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An idea

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jollyjeffers

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I just learnt how to draw diagrams in Visio:



Given that light is additive, such that multi-pass lighting should add it's contribution to whatever already exists in the frame, I thought this could combine pretty well with HDRI.

Have a number of lights casting shadows, combine them into an HDRI target, and then do the normal post-processing and tone mapping algorithms.

I'm trying to find an example of omnidirectional/point light shadow mapping. Everything I've found so far is in OpenGL [headshake]

Jack
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Quote:
I just learnt how to draw diagrams in Visio
The diagram looks nice but I wonder how flexible the program is?

Quote:
I'm trying to find an example of omnidirectional/point light shadow mapping. Everything I've found so far is in OpenGL
If you do find anything then let me know I'd love to have a go at this myself. Also what OpenGL examples are you looking at?

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Quote:
Quote:
I just learnt how to draw diagrams in Visio
The diagram looks nice but I wonder how flexible the program is?

It seems to be pretty good. Took me a while to work out how to draw a simple diagram.. most of it's geared up for much more technical/complex stuff... [smile]

Quote:
Quote:
I'm trying to find an example of omnidirectional/point light shadow mapping. Everything I've found so far is in OpenGL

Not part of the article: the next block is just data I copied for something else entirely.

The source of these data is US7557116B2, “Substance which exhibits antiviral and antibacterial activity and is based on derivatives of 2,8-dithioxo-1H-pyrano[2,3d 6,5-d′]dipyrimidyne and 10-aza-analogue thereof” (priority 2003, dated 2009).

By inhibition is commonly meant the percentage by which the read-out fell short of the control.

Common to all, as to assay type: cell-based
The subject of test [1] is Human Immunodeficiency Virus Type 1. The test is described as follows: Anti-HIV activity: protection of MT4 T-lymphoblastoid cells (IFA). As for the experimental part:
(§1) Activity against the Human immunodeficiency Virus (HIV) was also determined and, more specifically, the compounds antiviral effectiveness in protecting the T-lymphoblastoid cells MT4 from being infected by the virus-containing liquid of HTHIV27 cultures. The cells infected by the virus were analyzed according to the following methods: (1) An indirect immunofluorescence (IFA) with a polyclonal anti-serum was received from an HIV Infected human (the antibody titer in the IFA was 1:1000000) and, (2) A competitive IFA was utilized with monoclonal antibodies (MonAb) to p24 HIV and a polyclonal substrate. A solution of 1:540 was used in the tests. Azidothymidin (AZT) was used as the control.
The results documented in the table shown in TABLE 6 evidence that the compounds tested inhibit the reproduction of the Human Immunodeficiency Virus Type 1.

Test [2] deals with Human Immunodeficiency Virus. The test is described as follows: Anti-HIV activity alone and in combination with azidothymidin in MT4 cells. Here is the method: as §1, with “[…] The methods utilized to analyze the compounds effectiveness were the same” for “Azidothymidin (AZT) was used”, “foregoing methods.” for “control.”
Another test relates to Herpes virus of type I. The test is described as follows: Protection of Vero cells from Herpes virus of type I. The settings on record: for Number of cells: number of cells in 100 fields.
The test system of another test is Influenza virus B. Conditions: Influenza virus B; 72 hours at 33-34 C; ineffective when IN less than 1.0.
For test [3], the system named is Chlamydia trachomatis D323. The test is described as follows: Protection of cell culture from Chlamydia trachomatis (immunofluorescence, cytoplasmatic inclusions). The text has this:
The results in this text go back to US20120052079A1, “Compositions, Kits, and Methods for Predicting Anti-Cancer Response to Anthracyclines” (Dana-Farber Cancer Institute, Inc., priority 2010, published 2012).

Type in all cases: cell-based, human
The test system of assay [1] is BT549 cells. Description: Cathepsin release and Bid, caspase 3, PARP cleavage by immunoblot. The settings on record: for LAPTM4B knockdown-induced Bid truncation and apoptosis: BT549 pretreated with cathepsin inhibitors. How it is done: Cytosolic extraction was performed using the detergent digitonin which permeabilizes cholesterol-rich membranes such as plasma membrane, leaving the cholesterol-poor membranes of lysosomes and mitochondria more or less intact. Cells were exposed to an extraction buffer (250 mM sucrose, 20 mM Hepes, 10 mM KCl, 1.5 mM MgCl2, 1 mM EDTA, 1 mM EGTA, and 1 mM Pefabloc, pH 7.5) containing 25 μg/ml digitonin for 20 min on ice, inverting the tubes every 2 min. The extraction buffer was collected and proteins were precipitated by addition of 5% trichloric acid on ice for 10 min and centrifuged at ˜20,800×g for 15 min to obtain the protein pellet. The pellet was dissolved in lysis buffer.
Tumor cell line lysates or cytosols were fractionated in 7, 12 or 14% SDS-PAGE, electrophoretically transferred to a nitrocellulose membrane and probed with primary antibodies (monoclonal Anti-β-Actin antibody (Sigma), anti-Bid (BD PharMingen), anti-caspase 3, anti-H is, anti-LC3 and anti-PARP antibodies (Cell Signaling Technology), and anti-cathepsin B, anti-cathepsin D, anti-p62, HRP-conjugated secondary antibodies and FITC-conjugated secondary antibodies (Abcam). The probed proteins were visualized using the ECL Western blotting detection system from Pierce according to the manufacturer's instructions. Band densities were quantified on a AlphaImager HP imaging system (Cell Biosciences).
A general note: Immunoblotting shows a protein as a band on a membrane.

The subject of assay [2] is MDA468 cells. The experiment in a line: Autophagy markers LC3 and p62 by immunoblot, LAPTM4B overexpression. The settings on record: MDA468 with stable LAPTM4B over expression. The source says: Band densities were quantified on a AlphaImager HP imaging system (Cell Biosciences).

If you do find anything then let me know I'd love to have a go at this myself. Also what OpenGL examples are you looking at?

If I work out how, I'll post it here. I haven't really looked into the OpenGL samples in detail - just in some preliminary searching 90% of the results were OpenGL based..

Jack

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Yeah, except it won't work on ATI cards since these do not support (except the newest X1800) blending with floating point textures :(

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except it won't work on ATI cards

Damn it. Forgot about that. I'm running a 9800 Pro here [headshake]

I guess there is still a way of doing it though, just have to implement my own additive blending operation.

Jack

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One way would be to render your shadowed scene for each light, to a separate render target, then use a pixel shader to sum it up (and maybe do your post-processing operations at the same time).

Another possibility is to encode/decode all your pixels as fixed-point RGBE instead of floating point. Filtering still won't work well, but you'll get back your blending functionality. There is definately a cost to encode/decode colors to RGBE, but there's a cost (both in performance and memory) to use 32-bits floating point too, so i'm not sure which method ends up being faster (probably still the fp32, but that's just a guess).

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